This is Part 3 of on ongoing series. Part 1 and part 2 are still available.
- Our “private” function definitions are missing semicolons at the end
We don’t return a jQuery collection
We’re assuming a single matched element, rather than iterating over the matched elements with this.each
form, we’re saying to the world
jQuery plugin. It behaves in a certain way, and if you
use other plugins you can use this one exactly the same way
It’d be easy to write this one off as an arbitrary requirement of some pedantic code fascist, but like most rules it doesn’t exist to make your life more difficult, it exists to make your code more useful.
Returning a jQuery Collection Object
This one is a glaring omission, and has significant impact on the use of your plugin. One of the huge advantages of jQuery is chaining methods together.
This works because each jQuery function/method returns another jQuery collection for the next chained function/method to operate on. If you don’t return a jQuery collection, you effectively break the chain.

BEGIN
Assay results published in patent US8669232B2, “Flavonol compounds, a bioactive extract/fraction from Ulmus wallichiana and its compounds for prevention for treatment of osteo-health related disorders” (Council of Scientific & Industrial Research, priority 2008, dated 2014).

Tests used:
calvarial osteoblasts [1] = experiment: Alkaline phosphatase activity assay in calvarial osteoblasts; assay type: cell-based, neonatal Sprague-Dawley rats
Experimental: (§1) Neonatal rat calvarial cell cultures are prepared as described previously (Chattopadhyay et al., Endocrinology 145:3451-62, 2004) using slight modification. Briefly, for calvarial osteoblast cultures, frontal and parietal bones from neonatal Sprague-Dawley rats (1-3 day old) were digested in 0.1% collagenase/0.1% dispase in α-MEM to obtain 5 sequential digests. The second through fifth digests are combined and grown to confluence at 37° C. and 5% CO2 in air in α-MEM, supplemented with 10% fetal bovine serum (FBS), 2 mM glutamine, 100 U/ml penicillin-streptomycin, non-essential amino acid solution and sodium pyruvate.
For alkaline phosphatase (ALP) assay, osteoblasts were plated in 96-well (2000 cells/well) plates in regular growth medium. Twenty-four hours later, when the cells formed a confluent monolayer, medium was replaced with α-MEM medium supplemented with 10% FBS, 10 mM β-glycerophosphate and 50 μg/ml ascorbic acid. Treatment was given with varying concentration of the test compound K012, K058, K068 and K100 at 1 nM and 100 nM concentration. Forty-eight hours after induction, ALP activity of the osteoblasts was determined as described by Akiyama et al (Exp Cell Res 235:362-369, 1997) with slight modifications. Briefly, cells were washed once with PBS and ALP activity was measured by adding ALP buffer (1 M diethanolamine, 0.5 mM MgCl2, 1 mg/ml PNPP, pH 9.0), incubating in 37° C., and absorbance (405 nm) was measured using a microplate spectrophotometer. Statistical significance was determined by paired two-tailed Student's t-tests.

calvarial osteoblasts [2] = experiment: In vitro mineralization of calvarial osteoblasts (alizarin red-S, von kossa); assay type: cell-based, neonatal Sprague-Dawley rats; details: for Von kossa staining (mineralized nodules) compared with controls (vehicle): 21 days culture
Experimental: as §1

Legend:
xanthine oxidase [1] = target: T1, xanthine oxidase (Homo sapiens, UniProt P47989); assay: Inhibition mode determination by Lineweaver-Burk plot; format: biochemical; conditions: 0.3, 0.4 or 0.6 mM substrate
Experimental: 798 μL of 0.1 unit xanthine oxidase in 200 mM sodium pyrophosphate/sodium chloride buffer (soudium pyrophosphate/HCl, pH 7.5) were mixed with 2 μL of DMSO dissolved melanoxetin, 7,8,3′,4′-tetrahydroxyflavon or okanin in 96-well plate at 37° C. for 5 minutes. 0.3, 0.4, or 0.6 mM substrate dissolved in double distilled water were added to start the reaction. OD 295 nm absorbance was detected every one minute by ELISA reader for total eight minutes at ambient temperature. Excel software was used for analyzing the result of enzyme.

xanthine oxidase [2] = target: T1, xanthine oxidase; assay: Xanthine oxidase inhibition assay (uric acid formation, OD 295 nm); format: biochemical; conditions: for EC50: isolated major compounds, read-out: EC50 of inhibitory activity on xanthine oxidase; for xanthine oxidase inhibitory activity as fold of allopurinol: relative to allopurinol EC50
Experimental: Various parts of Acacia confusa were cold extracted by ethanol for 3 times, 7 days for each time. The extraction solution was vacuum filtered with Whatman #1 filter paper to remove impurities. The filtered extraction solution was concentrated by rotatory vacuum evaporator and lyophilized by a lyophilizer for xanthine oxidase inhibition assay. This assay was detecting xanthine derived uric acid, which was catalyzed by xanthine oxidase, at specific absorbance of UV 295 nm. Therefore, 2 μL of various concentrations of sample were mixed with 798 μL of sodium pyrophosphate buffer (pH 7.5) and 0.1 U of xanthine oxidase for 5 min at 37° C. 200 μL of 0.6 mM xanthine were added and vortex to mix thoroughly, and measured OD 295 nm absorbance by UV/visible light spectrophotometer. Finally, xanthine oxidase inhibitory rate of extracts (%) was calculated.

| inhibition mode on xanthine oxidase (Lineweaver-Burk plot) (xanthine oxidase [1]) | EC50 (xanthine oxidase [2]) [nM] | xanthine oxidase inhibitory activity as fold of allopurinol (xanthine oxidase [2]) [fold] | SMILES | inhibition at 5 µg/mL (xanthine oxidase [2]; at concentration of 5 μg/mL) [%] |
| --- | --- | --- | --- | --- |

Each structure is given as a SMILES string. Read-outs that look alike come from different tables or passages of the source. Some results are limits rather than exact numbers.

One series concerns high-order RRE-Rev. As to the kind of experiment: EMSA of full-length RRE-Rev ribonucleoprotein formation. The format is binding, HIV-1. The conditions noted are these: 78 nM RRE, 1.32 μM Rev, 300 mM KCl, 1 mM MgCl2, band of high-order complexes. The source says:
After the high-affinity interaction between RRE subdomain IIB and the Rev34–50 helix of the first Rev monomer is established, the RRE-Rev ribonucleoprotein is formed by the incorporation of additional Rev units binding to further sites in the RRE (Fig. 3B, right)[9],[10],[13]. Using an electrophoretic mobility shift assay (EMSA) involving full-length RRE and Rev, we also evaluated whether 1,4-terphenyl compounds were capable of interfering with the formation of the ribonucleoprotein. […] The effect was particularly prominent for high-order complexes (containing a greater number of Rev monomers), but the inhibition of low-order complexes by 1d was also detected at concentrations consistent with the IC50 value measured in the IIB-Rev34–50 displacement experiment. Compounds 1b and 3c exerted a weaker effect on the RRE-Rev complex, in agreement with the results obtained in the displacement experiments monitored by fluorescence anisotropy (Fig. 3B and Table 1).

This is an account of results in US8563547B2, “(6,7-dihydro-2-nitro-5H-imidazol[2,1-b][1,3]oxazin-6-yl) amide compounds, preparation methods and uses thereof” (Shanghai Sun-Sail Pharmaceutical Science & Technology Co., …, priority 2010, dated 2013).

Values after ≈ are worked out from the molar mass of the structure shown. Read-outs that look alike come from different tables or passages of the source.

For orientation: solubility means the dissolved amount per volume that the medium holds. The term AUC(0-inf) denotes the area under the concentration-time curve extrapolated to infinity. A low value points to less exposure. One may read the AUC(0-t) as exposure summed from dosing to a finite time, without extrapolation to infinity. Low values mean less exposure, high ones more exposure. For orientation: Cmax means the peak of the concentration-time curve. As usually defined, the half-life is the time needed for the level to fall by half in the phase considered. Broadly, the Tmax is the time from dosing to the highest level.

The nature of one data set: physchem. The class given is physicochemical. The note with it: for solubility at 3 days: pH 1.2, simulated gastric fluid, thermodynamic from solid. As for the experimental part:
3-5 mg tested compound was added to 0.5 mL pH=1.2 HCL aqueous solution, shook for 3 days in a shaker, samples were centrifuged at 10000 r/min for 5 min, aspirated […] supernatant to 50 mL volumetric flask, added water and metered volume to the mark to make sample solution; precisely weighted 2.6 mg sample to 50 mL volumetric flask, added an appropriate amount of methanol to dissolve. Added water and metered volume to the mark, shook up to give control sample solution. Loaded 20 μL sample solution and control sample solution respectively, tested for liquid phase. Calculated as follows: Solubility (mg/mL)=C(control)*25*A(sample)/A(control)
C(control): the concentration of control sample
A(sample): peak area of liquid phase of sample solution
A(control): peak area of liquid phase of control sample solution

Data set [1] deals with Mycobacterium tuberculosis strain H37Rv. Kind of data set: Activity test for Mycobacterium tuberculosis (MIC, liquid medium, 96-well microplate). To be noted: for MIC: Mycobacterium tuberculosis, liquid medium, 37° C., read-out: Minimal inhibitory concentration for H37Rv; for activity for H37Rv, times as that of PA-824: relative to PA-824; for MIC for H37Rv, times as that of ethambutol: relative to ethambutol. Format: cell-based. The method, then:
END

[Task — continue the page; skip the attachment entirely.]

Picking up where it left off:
Iterating Over Matched Elements
This was an explicit decision I made at the beginning of the project. It’s often faster to whip out a simple prototype that works on a single element than one than operates safely on many elements. Safely in this case means event handlers get setup correctly, and CSS rules can be explicitly applied within the namespace of a single ID.
We’re going to leave this one as-is for the moment, but return to the topic in our wrap-up next time.
//fake method to past in the box below... -(void) this:(int)param is:(NSString)param2 an:(NSObject)param3 example:(NSArray)param4